Opioid-related overdoses and deaths remain a major public health concern in Massachusetts, yet adolescents who experience opioid-related nonfatal overdose (NFOD) have been rarely studied. Using public data, Brigham investigators recently unearthed several important ways in which the opioid crisis is playing out differently among young people versus adults.
Performed in collaboration with colleagues at the Boston University School of Medicine and Massachusetts Department of Public Health, the analysis examined data on adolescents in Massachusetts, ages 11 to 17, who experienced an opioid-related nonfatal overdose between 2012 and 2014. In addition to understanding how prevalent these events were in young people compared to adults, researchers also found differences in how adolescents receive medication to treat opioid use disorder after experiencing a nonfatal overdose. The team's results were recently published in Drug and Alcohol Dependence.
Among the findings were that adolescent girls were more likely to experience an opioid-related nonfatal overdose - the opposite of what has been observed in adults - although the reasons for this remain unclear. Additionally, investigators discovered these events were, overall, far less common in young people in the period studied, occurring in 195 adolescents versus 22,311 adults.
"This evidence will help guide the conversation about adolescent opioid abuse. In a lot of ways, this study raises more questions than answers, such as why more adolescent girls are overdosing than boys," said Avik Chatterjee, MD, MPH, first author and associate epidemiologist in the Division of Global Health Equity at the Brigham. "The ability to bring attention to a population that has been understudied with regard to the opioid epidemic will help researchers and physicians explore ways to treat this epidemic in adolescence."
An opioid-related nonfatal overdose occurs when an individual uses an opioid, sometimes in conjunction with other drugs, and becomes mentally altered or sedated to the point that immediate, lifesaving treatment is necessary.
"A nonfatal overdose might be an opportunity to intervene," said Chatterjee. "People are using opioids so much that they are at risk of dying, so this could be a time when health care professionals could step in and help the person obtain treatment before a fatal overdose occurs."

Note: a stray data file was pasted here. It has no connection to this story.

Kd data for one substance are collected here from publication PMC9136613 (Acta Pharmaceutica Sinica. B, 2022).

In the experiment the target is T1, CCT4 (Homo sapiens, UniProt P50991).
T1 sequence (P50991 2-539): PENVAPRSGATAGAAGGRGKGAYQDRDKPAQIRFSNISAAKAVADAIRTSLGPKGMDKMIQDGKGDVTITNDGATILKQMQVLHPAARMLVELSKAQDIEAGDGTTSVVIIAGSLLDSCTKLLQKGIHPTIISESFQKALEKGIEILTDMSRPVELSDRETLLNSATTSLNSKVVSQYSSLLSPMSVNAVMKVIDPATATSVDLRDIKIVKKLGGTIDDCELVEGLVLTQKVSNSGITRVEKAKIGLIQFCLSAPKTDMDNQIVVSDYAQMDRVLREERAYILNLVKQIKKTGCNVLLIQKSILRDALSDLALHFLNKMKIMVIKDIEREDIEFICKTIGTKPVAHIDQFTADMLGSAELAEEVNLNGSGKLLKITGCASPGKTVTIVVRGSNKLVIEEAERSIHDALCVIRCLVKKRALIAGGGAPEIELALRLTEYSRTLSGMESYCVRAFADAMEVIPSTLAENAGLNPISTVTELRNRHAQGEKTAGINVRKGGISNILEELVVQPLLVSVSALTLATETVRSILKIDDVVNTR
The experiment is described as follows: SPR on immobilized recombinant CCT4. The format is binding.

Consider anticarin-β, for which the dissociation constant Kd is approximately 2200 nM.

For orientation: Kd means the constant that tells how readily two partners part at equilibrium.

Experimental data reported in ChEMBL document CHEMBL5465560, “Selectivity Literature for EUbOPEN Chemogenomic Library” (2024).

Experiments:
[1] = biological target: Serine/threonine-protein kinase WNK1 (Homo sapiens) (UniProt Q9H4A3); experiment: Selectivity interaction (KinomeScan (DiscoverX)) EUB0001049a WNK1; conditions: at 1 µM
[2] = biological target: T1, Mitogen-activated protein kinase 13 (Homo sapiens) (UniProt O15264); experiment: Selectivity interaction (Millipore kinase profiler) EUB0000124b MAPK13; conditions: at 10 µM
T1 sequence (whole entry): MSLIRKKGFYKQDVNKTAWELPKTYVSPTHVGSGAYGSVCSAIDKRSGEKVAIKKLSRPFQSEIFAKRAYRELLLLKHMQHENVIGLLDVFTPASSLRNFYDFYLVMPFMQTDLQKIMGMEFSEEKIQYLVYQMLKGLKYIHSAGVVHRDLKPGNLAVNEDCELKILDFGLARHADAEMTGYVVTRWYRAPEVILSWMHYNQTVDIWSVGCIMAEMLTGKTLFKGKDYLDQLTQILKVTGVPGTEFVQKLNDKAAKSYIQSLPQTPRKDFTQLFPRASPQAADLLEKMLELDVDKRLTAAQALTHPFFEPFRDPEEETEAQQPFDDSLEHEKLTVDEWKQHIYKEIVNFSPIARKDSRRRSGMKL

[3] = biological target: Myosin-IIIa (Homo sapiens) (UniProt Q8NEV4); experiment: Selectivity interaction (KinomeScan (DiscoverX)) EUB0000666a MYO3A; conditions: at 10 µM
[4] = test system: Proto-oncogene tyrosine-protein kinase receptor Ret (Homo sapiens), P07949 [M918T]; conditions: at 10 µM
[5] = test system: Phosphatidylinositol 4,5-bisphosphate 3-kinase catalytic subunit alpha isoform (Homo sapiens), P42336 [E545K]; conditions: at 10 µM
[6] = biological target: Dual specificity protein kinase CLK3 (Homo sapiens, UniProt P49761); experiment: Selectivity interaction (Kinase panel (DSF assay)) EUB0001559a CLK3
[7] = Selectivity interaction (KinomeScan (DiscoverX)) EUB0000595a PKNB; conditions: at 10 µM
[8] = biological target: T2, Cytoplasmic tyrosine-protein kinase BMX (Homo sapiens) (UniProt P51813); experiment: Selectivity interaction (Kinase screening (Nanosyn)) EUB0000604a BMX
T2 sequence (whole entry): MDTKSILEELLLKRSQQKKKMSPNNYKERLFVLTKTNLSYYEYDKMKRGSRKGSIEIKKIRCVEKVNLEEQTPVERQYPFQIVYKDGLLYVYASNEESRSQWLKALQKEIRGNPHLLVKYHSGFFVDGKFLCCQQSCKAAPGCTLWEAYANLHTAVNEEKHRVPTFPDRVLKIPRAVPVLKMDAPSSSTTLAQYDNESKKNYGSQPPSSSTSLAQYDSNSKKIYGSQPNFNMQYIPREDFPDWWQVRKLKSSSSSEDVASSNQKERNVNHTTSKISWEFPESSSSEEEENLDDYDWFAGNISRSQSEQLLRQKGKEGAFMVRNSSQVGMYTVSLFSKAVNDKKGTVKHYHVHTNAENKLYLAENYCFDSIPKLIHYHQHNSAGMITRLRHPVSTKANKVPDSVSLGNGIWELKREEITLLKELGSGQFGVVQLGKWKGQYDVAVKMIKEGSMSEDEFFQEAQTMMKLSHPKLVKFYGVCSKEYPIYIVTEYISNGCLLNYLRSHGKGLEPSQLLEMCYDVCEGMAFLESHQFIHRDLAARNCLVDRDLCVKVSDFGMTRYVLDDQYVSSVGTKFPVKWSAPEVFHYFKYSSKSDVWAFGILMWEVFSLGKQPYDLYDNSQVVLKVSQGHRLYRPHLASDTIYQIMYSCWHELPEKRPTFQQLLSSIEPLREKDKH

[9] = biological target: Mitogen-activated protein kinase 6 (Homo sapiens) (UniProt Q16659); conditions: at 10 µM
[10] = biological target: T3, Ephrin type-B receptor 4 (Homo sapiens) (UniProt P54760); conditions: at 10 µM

To examine the adolescent and adult NFOD rates in Massachusetts, researchers analyzed data from 2012 to 2014, pooled from the entire state as part of Chapter 55 of the Acts of 2015. This dataset represents 98 percent of Massachusetts residents and includes non-identifiable medical information from hospitals, ambulance systems, substance-use systems, health insurance companies and homeless shelters.
Researchers were interested in examining whether adolescents received medication - methadone, buprenorphine or naltrexone - to treat an opioid use disorder within 12 months of experiencing a nonfatal overdose. They found that only 8 percent of adolescents were prescribed one of these medications within a year of the overdose.
"Adolescents have not received as much focus as adults in the opioid crisis," said senior author Sarah Bagley, MD, an assistant professor and primary care physician at Boston Medical Center. "However, these data illustrate that in Massachusetts, adolescents have not been spared and that they are not receiving timely treatment."
The authors note that these numbers may be low because many people now have access to opioid overdose reversal drugs outside of a health care setting.
"This analysis took advantage of a unique tool developed by the Massachusetts Department of Public Health (DPH) to enable us to access linked, multi-year data for analysis of fatal and non-fatal opioid overdoses, as well as for other health priorities and trends," said Dana Bernson, DPH Assistant Director, Special Analytic Projects. "These results highlight the importance of our partnerships with researchers from academic, non-profit, private and government agencies in using data to respond to the opioid epidemic."
Funding for this work was provided by the National Center for Advancing Translational Sciences (1K23 DA044324-01 and 1UL1TR001430), National Institute for Drug Abuse (K23 DA042168, K23 DA045085 and L40 DA042434) a Boston University School of Medicine Department of Medicine Career Investment Award, a Thrasher Research Fund Early Career Award and an Academic Pediatric Association Young Investigator Award.
Paper cited: Chatterjee, A et al. "Non-fatal opioid-related overdoses among adolescents in Massachusetts 2012-2014" Drug and Alcohol Dependence DOI: https:/
Trends in Opioid Prescriptions in Children, Adolescents Brain Bateman, MD, researcher at Brigham and Women's Hospital, found prescription opioids provided to children and adolescents have steadily decreased since 2012 in an analysis of data from a large commercial insurance provider.
In 2004, three out of 1,000 kids had received an outpatient opioid prescription in a given month, which then increased to four per 1,000 between 2009 to 2012 before dropping to two of every 1,000 at the start of 2017. The trend in long-term opioid prescription use (three or more consecutive months) also similarly declined.
Data for this analysis came only from a single large commercial insurance provider, and the authors note opioid dispensing rates may differ in other populations and settings.
Paper cited: Bateman, B et al. "Trends in Opioid Prescription in Children and Adolescents in a Commercially Insured Population in the United States, 2004-2017". JAMA Pediatrics DOI: 10.1001/jamapediatrics.2018.3668